Guernsey's mix of electricity emits four times less carbon as a heating source than fossil fuels or heating oil, according to a new study carried out by independent specialists.
WSP conducted desktop research earlier this year to determine the carbon intensity of the electricity distributed in Guernsey.
Carbon intensity is a measure of how much carbon dioxide is produced per kilowatt hour of electricity used.
It found that the forecasted carbon intensity of the island's distributed electricity throughout 2020 and 2021 will be 62g CO2e/kWh compared to 241 CO2 e/kWh for liquefied petroleum gas and 316 CO2e/kWh for heating oil.
“The energy we bring into the island through the cable, which meets over 90% of our demand for electricity, is certified from renewable sources," said Head of Generation at Guernsey Electricity, Jon Sexton. "This, along with our growing number of community scale local solar PV installations, demonstrates the real benefits to Guernsey in terms of lower emissions and reduced impact on the environment.
Pictured: Guernsey Electricity is hoping to lay a second cable, which will connect the island directly with France.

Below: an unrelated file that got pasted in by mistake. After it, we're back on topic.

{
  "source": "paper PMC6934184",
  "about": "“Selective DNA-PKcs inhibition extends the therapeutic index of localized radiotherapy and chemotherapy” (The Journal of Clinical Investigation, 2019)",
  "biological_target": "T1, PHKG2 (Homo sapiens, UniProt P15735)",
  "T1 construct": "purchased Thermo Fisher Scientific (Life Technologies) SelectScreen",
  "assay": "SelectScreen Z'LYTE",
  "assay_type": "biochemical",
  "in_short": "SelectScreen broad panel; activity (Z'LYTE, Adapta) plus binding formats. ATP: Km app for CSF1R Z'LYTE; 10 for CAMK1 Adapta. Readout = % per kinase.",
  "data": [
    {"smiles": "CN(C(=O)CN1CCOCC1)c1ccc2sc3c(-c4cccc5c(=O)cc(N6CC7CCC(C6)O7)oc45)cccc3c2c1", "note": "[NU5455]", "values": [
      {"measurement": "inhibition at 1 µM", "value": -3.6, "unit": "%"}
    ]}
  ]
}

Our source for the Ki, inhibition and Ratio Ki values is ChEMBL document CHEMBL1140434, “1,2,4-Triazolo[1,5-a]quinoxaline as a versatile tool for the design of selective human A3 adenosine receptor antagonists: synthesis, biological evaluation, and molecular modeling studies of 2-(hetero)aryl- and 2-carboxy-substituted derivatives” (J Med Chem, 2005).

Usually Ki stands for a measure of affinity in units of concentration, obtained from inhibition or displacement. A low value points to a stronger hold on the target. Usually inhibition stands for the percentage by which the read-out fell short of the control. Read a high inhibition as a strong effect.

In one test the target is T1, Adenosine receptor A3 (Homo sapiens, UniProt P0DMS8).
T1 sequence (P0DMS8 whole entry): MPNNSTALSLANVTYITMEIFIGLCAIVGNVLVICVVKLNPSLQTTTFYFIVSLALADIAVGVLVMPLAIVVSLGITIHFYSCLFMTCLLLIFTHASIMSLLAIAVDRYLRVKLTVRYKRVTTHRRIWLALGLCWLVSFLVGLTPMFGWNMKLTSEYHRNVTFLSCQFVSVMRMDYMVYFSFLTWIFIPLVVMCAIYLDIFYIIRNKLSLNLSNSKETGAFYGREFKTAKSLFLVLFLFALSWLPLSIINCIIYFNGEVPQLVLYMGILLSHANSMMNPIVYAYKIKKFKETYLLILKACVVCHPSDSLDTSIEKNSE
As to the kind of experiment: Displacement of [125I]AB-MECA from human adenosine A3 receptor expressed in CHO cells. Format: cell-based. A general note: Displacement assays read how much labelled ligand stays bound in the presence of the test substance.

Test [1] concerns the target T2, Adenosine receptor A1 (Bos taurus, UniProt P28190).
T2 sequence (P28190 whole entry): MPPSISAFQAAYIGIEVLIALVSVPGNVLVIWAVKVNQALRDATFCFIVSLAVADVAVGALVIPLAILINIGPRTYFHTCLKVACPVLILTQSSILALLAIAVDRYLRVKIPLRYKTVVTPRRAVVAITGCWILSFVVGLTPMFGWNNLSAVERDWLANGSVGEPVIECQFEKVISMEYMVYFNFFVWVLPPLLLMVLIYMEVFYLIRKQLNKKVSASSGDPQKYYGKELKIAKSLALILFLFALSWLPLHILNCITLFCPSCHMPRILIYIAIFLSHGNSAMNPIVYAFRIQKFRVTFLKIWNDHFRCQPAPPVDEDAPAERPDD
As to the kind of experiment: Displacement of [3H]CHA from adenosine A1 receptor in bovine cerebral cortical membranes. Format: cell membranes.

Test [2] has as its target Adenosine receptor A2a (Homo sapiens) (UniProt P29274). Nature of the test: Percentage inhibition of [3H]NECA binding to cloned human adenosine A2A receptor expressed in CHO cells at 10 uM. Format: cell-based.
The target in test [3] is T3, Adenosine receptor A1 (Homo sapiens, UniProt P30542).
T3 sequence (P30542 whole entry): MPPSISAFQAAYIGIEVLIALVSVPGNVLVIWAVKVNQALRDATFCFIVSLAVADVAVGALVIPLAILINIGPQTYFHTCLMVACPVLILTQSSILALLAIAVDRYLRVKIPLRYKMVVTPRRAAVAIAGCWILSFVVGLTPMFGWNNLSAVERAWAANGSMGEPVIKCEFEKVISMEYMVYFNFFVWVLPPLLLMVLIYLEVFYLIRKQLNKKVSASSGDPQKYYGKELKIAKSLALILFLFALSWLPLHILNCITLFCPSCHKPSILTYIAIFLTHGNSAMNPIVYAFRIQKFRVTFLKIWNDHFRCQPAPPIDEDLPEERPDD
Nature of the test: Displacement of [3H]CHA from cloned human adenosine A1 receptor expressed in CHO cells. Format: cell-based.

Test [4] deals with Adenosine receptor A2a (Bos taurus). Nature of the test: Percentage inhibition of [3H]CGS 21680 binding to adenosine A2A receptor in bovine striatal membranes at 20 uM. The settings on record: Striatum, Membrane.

“The study gives Guernsey Electricity further confidence that a second cable direct to France is the optimum long term strategy for our island’s energy needs and aligns with Guernsey’s Energy Policy. When a direct cable to France is realised, electricity at this point will become up to 10 times lower carbon intensity than heating oil or gas in our local market.”
WSP's research considered the production chain of each energy source including exploration, extraction, building infrastructure such as PV arrays or wind farms, processing, storage, transport, use and disposal.
All figures were based on data from electricity sold during 2019 and 2020, along with forecasts to 2050.
“Our research helped to quantify carbon emissions intensity of the electricity that Guernsey Electricity distributes to its customers, taking into account the full life cycle impacts of each energy source," added Senior Consultant of Sustainability at WSP, George Bailey.
"It's great to see companies like Guernsey Electricity decarbonising their electricity mix, as this is helping to catalyse the transition to electricity-based technologies which can utilise this low carbon, renewable energy.”
When the utility completes its second cable project in the coming years, it's thought there will be enough capacity to meet 100% of the island's electricity demands.